History of Wallasey Ferries

New Brighton Ferry Faces Competition

The Ferries & The Railways

The railways regarded New Brighton as a potential source of traffic as the resort grew in popularity but the lack of a branch line limited their options. The Local Board in August 1878 endorsed an agreement with the Cheshire Lines Committee for the issue of through tickets between stations in the Manchester area and New Brighton throughout the year, passengers making their own way between Liverpool Central station and the landing stage.  In July 1879 a similar arrangement was made with the London and North Western Railway for the month of July 1880 only, no further arrangements being made with that company for many years. Some bookings involved two ferry trips, from Woodside to Liverpool then to New Brighton. In 1889, by which time there were amenities at New Brighton, the management were pressing the railways and agreements were made with other companies, including the Liverpool Overhead Railway with whom through tickets were offered in both directions as the round trip on the ‘Overhead’ giving unrivalled views of ships in the docks was a popular pastime with Wallasey people. These were the first through fares to be reinstated in 1922 after wartime suspension. The success of these through bookings depended on their promotion by the railway companies in the inland towns and the Local Board in some cases agreed to contribute towards these costs. The ferries’ share of through ticket was usually 4 old pence. Revenue from through railway passengers was given as £1,278.50 which represents 76,710 return journeys but unfortunately it is not clear what period this covered. Through tram ticket from St.Helens, involving two trams each way, were introduced in 1905 and continued until 1939.

From 1st July 1900 special summer only tickets between the three Wallasey ferries and Eastham were offered at 6d, 7d and 8d. In the first month 1,184 were sold but patronage gradually declined and the agreement lapsed in 1913. Through tickets were issued including admission to various attractions at New Brighton such as the Tower Ballroom, the Palace and the Promenade Pier.

Competition for New Brighton ferry


Although there had been plans to build railways to both Seacombe and New Brighton in the 1850s and 1860s, these had lapsed and it was not until 1881 that the Seacombe, Hoylake and Deeside Railway obtained parliamentary powers to construct a line from Bidston to Seacombe, following this is 1882 and 1886 with other schemes for Wallasey and New Brighton. These lines were not a threat to the ferries until three interconnecting lines were brought into use on 2nd January 1888. These were the Mersey Railway’s branch from Hamilton Square to Birkenhead Park, the Wirral Railway’s Birkenhead Park-Docks line and the Seacombe, Hoylake and Deeside line thence to Wallasey which was extended to a station at Atherton Street, New Brighton on 30th March 1888.  Connecting trains with some through carriages brought New Brighton to within 25 minutes of the centre of Liverpool. The original plan to bring the trains down to Rowson Street was never carried out, because of the gradient and shortage of funds, so the station was inconveniently situated for many residents.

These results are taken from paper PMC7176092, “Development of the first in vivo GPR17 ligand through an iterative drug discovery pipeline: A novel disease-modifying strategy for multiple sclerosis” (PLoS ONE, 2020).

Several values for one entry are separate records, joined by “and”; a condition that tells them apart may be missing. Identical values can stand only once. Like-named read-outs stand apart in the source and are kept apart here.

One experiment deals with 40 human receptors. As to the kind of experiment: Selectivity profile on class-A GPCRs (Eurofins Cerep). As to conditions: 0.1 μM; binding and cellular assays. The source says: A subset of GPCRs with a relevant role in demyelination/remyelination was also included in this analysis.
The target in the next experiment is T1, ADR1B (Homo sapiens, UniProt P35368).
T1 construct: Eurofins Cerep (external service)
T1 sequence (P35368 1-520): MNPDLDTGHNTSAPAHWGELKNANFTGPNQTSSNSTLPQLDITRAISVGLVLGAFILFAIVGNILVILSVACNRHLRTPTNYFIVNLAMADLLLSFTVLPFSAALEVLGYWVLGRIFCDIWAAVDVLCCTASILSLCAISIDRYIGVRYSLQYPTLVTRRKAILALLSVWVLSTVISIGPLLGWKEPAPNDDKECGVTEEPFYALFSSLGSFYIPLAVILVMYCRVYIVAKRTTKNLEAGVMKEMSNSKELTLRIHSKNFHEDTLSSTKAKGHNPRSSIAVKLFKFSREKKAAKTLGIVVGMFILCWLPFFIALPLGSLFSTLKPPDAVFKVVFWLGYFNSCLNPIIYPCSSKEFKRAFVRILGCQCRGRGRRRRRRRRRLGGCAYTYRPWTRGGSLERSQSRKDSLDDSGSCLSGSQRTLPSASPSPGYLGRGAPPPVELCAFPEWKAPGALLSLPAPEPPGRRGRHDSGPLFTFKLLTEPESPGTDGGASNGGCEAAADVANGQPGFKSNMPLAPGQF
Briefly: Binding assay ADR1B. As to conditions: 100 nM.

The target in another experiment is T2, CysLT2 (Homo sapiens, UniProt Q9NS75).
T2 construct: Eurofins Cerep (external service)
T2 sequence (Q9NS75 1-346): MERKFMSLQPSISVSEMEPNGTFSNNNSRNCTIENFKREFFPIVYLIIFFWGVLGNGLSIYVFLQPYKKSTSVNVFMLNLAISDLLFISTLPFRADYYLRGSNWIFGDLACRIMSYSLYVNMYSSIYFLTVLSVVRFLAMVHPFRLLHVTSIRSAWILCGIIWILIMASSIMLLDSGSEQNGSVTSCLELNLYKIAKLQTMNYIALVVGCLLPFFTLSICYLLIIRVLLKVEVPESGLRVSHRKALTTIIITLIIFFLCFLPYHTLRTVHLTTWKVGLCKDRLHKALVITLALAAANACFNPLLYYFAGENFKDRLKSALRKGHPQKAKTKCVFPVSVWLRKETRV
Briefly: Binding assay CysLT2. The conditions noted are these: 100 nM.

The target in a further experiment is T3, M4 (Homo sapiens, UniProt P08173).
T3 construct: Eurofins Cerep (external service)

The Mersey Railway had deprived Woodside and Tranmere ferries of many thousands of passengers since its opening in February 1886 but, although it was unaffected by the weather and took passengers further into Liverpool, it had certain disadvantages, mainly the sulphurous fumes from the locomotives in the tunnel which gradually worsened over the years despite all kinds of expensive ventilation measures taken by the company. Furthermore, not all trains had through carriages and connections at Birkenhead Park (which was dubbed Pneumonia Junction by sufferers) were not always maintained. After the Wirral and the Mersey Railways fell out for a time in the 1890s, the through carriages ceased altogether.